Guinea is heading towards presidential elections in mid-October, and at least three friends may be candidates, including one who was prime minister between 2004 and 2006, during my time as resident representative. That led me to think about about how work thrusts you into the midst of leaders past, present, and yet to-be. One good friend, whom I met as a colleague in another multilateral agency in 2003 is now finance minister in Guinea, after spending some of her working years in Jamaica. Doors open and close all over.
I never had any idea what my working life would throw up in the ‘celebrities’ stake; economists are just technocrats, right? I should have had an inkling from my days at the Bank of England when economists with whom I’d worked were next seen as presidents or finance ministers or central bank governors; one even became prime minister 👀. (I’d have taken bets on Theresa May never becoming PM.) None of these outcomes are far off the career path, really.
In many countries, economists are revered in politics much as lawyers are in many developed countries. I did work with Ernesto Zedillo on capital flight from Latin America during the mid-1980s, while he was at Banco de México, and had no idea of his political aspirations or affiliations (President 1994-2000). His predecessor, Miguel de la Madrid (1988-94), was one of the funniest politicians I ever met, and recall well a story he told about being late for his daughter’s wedding because he was playing dominoes.
But, Fund work sends you to the top of the tree all the time, and if you’re easily overawed by trappings of position and power, then it’s likely not going to be a happy place for you. I’m an iconoclast, so treat all people much the same. Yes, I have been abrupt, direct and far from self-effacing when ‘talking to power’ 😉 I don’t jump to my feet when ‘powerful’ people walk into rooms; I don’t cede my place to them, either. As my father used to say, “We all have bottoms.”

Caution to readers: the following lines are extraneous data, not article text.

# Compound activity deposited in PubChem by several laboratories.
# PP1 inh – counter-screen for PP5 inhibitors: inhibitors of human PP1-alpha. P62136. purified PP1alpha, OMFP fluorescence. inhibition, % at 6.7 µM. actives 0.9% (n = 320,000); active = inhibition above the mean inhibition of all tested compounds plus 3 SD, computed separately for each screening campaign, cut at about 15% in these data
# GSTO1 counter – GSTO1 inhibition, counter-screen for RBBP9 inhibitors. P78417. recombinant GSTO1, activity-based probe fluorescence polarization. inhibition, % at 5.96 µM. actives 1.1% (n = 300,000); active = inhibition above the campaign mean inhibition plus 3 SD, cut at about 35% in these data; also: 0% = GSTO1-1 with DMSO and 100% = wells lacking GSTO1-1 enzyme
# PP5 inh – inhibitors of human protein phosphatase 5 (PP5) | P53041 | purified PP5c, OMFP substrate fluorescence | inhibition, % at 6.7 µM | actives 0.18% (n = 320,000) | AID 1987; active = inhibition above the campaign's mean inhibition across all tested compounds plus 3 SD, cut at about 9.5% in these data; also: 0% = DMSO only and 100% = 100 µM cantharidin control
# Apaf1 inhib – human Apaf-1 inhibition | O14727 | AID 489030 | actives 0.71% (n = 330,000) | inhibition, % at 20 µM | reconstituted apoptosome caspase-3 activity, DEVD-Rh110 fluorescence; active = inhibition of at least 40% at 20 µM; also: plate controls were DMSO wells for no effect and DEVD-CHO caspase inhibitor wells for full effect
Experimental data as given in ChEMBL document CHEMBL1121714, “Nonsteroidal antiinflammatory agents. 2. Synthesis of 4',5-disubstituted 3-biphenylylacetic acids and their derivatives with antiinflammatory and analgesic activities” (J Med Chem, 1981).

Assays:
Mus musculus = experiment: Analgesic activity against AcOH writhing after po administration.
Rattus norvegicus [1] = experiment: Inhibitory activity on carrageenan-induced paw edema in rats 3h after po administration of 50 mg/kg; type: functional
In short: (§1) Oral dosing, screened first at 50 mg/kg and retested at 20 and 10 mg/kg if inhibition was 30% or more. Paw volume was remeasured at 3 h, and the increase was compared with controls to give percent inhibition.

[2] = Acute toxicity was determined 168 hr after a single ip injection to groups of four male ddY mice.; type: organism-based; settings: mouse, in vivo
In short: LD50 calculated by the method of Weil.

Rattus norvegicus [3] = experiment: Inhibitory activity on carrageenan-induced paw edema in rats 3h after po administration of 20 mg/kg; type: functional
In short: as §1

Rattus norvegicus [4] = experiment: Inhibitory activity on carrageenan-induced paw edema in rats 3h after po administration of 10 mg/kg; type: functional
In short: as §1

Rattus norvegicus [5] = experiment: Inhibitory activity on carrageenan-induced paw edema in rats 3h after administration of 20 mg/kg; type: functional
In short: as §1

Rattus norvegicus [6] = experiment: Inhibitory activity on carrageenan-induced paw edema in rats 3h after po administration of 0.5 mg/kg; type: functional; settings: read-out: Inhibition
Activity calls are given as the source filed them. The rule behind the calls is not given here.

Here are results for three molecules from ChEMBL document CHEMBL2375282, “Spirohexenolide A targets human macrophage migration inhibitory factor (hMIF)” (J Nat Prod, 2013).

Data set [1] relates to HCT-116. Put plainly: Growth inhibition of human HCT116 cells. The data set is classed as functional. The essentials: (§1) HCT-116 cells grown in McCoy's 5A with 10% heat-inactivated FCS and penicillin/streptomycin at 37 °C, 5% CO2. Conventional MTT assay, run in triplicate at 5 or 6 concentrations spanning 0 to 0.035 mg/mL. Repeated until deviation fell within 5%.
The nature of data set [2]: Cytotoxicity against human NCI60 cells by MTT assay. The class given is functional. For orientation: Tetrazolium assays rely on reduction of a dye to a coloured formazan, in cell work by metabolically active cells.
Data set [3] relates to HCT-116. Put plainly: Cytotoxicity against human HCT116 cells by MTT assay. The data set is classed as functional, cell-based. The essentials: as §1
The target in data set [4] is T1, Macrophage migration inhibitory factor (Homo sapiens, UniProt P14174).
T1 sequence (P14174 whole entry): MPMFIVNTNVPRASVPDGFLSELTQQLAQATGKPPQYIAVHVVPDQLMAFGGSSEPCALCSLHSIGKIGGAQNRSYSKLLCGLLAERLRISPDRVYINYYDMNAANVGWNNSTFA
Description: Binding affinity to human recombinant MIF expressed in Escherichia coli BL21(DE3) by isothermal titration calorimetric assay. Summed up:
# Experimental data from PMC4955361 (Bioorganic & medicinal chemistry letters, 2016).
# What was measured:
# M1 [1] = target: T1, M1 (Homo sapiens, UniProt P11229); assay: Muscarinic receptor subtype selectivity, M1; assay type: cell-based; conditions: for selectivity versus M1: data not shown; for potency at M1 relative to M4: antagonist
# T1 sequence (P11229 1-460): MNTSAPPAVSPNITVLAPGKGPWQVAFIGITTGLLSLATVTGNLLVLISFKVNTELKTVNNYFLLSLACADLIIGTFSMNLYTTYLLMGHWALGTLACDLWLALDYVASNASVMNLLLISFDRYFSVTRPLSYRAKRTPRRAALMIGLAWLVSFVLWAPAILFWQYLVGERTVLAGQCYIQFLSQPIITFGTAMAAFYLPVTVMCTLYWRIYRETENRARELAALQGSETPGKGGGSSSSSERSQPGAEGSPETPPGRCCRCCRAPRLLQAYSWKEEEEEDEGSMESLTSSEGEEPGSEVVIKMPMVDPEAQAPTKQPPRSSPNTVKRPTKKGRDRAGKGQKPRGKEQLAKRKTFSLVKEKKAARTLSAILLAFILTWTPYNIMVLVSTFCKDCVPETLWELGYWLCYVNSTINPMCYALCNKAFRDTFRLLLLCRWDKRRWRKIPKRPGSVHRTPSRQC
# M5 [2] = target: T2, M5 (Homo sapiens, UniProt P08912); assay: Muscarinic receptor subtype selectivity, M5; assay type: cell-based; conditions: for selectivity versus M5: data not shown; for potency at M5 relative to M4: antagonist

But, just crawling through the undergrowth of the past, who’s memorable?
Libya’s Colonel Gaddafi (aka ‘Brother Leader’) was stunning, more because he just showed up midway through a discussion session of central bank governors, all flowing robes, and launched into a long tirade about multilateral financiers, and how we were part of some massive geopolitical problems, then left. The first clearly unhinged political leader I had ever seen up close.
Stretching my mind backwards to my Bank of England days, I was thrilled to rub shoulders with then-Chancellor of the Exchequer, Nigel Lawson, especially as my new graduate banking peers had selected me to give the vote of thanks at a banquet hosted by the Lord Mayor of the City of London. But, how does one navigate a world where significant figures in your workplace are peers of the realm? But, my kind of person was the governor of the Reserve Bank of Malawi, who was the first man on the dance floor and the last to leave 🙂
In country work, it gets to be ‘stock in trade’ to have courtesy meetings with presidents and prime ministers. As a res rep, though, these people can be on the meeting schedules very often. In Guinea, I only met the late president Lansana Conté once. I met his (revolving set of) prime ministers often, though, and visits to La Primature were regular. Conakry is compact when it comes to location of most government offices, so it was no more than a 5 minute spin in the car. Sometimes, I walked.